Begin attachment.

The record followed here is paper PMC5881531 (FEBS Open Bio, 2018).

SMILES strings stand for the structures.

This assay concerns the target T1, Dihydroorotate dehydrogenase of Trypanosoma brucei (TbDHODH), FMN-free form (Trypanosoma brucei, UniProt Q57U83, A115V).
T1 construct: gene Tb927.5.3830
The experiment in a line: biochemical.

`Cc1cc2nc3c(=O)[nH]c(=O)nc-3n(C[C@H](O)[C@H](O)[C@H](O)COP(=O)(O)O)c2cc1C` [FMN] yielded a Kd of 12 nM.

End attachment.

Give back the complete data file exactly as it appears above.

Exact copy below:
The record followed here is paper PMC5881531 (FEBS Open Bio, 2018).

SMILES strings stand for the structures.

This assay concerns the target T1, Dihydroorotate dehydrogenase of Trypanosoma brucei (TbDHODH), FMN-free form (Trypanosoma brucei, UniProt Q57U83, A115V).
T1 construct: gene Tb927.5.3830
The experiment in a line: biochemical.

`Cc1cc2nc3c(=O)[nH]c(=O)nc-3n(C[C@H](O)[C@H](O)[C@H](O)COP(=O)(O)O)c2cc1C` [FMN] yielded a Kd of 12 nM.